¼ Pounder with Cheese: 530 calories
Medium French Fries: 340 calories
Medium Coca Cola: 220 calories
Ratio of fiber to calories: 1 g fiber per 155 calories
Caloric total: 1090 calories
Total cost: $5.79

For contrast, here is another middle-of-the-road meal option, but in the form of whole foods:

4 oz roasted chicken thigh: 235 calories
½ cup of brown rice: 110 calories
1 cup of steamed broccoli: 55 calories
½ oz of butter on broccoli: 100 calories
½ oz of shredded cheese on broccoli: 50 calories
Cup of water: 0 calories
Ratio of fiber to calories: 1 g fiber per 85 calories
Caloric total: 590 calories
Total cost: likely more expensive than $5.79

Unfortunately, whole foods are harder to come by and are more expensive. Junk food is more available and much cheaper. Naturally, people tend to favor consuming foods that are easier to get, taste good, and cost less. Do you see the problem? This is one reason why obesity rates are so high in demographics with a low socioeconomic status [2], but that is a whole other topic. It must be noted that calorie-dense foods have some valuable practical applications (e.g. for survival situations and athletes who require large amounts of energy). However, for the general population, calorie-dense foods are simply not appropriate for regular daily consumption.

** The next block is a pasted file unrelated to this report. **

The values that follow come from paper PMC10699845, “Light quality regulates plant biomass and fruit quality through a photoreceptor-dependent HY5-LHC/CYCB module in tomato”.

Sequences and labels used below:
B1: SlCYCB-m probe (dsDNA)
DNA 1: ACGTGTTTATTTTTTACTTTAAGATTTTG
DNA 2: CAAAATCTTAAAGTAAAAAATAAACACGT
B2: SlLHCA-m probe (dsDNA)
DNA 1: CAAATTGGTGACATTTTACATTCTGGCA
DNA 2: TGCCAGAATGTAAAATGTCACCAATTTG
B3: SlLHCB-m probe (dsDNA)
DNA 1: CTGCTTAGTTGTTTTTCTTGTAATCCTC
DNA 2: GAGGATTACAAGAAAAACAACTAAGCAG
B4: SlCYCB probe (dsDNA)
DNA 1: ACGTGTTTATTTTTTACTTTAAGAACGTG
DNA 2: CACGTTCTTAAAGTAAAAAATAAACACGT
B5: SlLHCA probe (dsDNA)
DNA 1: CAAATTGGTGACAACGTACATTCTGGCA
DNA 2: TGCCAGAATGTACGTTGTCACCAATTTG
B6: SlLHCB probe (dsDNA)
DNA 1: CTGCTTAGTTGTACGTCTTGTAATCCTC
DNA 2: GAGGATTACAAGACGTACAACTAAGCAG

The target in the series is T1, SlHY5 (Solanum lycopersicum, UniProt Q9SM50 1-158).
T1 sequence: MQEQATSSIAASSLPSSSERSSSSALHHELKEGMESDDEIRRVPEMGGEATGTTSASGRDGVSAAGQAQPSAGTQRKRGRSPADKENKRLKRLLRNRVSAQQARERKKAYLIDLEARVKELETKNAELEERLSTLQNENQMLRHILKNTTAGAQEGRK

Food Corporation Marketing

Food, and the images and ideas of it, can be a powerful stimulus to the mind. You may be perfectly content until you see an advertisement for pizza. Then suddenly, due to the psychological stimulus, you wish to eat despite lack of genuine hunger. Perhaps the commercial doesn’t make you hungry in the moment, but the seed is planted in your subconscious mind that may “sprout” once you actually feel hungry, leading you to buy a pizza instead of making something healthier at home. Of course, food corporations are aware of these psychological tendencies, as their marketing strategies are based on them.

Food advertisements are everywhere. As stated earlier in this article, “one is subjected to the constant circulation of food-image advertisement in television, the internet, magazines, mail, and billboards.” It’s difficult to avoid temptation in this society. Many food corporations advertise with the primary goal of convincing consumers to buy their product, despite lack of hunger and lack of nutrition in their food. Corporations employ consumer psychologists whose job is to sway consumers into buying their products in ways the consumer is not even aware of. This is not conspiracy; this is basic business enterprise in American society.

Overeating is a Cultural Norm

Here is a simple piece of weight loss advice, “Eat until you are hungry, and then stop.” While this isn’t an absolute guarantee for weight loss, it can usually yield positive results. Being mindful and differentiating genuine satiation from eating for other reasons (e.g. boredom, stress, fun, or pleasure) is a fundamental skill in regulating your food intake. I go deeper into this topic in my article about mindful eating. Unfortunately, eating past satiation is the norm in American society.